Interesting article. See the original for great examples of each innovation type.
It’s easy to spot and celebrate the innovations that change company fortunes: Apple’s iPhone, Warner-Lambert’s (and then Pfizer’s) Lipitor, Microsoft’s Windows, to name a few. What is harder to appreciate are those innovations that aren’t the blockbusters and home runs but nonetheless play a critical role in a company’s innovation strategy. I’m not talking about the incremental improvements, but rather the value of launching new products and services that hold tremendous value even though they don’t shoot for the moon.
What follows are four perfectly good reasons, aside from world domination, to pursue innovations.
- Innovation as placeholder. If you already have a dominant position in your market, chances are good that when a new niche product emerges in that space, your company would rather wait to see whether it matures into a clear threat before responding. But that could be a mistake. By the time the impact of that product becomes clear, you may have lost your window to launch a version that will gain traction. Instead, consider developing and launching a me-too product. Think of it as a placeholder to keep customers from straying.
- Innovation as proving ground. Smaller innovation projects can provide important but affordable ways to test new technologies, market opportunities, business models, and emerging talent. The interdisciplinary nature of developing and launching a smaller-scale project, and the reality of its outcome, can plainly show how a product or service is likely to do on the Broadway stage of your market, but with a community-theater budget.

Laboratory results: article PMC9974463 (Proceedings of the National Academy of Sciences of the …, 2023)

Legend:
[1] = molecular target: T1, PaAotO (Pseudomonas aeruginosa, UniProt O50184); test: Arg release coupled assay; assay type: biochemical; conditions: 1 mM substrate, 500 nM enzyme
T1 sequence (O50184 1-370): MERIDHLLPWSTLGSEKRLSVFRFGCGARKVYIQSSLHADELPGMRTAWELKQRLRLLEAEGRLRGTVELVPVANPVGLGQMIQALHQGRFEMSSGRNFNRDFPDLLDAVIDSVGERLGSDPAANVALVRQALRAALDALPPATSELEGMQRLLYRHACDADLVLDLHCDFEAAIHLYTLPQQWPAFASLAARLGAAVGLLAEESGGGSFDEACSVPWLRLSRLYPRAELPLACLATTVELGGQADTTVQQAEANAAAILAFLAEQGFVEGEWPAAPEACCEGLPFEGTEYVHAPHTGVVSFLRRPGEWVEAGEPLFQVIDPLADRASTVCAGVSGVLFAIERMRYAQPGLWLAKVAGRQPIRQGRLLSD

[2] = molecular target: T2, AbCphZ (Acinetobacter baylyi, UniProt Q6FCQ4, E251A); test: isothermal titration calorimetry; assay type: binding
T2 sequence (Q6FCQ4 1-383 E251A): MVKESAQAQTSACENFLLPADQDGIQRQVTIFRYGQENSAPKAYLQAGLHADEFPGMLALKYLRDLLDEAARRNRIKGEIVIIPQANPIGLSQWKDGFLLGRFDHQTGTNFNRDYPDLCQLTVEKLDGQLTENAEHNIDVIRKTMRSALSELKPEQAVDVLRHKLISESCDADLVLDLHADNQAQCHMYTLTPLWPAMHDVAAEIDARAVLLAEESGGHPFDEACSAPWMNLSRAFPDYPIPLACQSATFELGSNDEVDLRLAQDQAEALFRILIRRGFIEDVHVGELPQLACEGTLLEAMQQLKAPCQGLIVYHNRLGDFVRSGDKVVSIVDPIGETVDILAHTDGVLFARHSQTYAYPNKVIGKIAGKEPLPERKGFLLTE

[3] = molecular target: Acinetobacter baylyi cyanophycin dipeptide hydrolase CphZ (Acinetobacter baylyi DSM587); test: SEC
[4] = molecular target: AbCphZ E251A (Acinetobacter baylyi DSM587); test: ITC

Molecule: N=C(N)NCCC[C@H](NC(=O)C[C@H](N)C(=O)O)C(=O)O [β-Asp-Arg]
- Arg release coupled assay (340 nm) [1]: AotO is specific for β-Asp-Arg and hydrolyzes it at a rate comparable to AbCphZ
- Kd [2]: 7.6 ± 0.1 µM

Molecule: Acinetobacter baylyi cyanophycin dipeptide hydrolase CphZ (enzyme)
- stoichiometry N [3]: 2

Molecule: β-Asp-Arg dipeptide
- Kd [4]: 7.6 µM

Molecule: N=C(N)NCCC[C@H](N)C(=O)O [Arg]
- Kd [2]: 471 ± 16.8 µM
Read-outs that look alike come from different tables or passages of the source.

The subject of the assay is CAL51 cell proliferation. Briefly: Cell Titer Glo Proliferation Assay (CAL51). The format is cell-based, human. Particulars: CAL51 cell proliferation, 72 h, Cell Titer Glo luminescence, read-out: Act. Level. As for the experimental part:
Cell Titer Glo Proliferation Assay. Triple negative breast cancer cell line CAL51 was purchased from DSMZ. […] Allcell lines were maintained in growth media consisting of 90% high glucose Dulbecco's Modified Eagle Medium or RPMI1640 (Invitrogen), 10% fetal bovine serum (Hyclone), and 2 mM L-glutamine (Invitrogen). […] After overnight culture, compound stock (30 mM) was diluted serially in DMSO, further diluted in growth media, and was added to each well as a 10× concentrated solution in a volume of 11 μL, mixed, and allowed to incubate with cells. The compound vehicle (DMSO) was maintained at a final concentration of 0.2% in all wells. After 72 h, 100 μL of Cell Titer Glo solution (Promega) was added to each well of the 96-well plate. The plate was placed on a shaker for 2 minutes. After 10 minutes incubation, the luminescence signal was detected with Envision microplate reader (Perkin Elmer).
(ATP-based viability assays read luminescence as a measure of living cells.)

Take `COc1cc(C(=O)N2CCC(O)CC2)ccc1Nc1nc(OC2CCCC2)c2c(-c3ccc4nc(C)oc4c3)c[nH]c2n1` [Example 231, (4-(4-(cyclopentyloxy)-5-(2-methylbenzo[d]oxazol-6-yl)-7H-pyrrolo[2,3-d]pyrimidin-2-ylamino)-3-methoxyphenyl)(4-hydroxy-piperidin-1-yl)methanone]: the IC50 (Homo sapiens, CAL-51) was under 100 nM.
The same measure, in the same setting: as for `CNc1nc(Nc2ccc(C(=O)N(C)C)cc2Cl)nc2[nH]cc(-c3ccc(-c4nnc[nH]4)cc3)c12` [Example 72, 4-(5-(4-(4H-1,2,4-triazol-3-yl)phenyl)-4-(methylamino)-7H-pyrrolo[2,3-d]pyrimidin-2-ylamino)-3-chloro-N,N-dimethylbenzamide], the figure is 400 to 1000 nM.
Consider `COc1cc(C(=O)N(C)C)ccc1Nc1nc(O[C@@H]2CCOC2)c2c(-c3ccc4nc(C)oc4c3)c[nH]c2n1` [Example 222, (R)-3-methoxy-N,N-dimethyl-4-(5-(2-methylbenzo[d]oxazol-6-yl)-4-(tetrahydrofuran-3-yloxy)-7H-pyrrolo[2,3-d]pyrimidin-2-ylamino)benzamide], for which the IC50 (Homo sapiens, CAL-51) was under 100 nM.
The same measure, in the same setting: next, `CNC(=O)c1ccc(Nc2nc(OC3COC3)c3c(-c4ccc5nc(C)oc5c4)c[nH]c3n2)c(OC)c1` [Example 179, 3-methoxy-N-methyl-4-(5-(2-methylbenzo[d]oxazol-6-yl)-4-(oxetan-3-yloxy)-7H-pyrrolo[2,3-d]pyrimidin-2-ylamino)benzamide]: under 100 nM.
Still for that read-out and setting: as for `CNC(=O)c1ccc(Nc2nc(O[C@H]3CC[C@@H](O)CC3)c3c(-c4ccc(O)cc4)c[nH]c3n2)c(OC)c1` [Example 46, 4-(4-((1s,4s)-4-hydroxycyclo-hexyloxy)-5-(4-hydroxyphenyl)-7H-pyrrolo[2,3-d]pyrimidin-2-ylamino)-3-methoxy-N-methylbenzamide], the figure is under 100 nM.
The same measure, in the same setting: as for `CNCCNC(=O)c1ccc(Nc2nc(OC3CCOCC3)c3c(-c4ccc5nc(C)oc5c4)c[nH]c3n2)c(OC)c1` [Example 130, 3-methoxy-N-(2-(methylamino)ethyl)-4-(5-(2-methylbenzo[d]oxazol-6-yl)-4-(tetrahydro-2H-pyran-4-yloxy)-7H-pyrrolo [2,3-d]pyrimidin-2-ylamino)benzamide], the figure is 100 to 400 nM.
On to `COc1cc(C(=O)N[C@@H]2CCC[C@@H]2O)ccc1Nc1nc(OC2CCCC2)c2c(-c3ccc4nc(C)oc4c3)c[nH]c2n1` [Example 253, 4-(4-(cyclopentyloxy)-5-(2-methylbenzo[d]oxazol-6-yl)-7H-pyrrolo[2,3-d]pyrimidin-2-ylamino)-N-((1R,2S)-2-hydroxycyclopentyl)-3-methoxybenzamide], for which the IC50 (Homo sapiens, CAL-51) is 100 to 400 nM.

- Innovation as trust building. Backing an innovation isn’t a single decision. It’s a web of choices and actions to which everyone in the company must commit. That commitment is the core of the innovation process and requires enormous trust among coworkers and departments. No amount of talk can substitute for the level of trust that can be built through shared experience. If you wait for the really big innovations to form these bonds, it will be too late.
- Innovation as a long game. For many innovation projects, the need to promise a certain and significant return on investment can doom otherwise viable opportunities. The traditional planning cycle kills projects not because the outlook for them is bad, but because nothing less than an overnight blockbuster will be considered a success. It’s called “giving birth to a 17-year-old” — and the class valedictorian or captain of the football team, at that. Some things just take time. Instead of thinking about whether the first product will be a success, consider whether the first product will enable you to build the right capabilities, understand the market potential, develop key partners, and guide the market toward where you want to be in five years.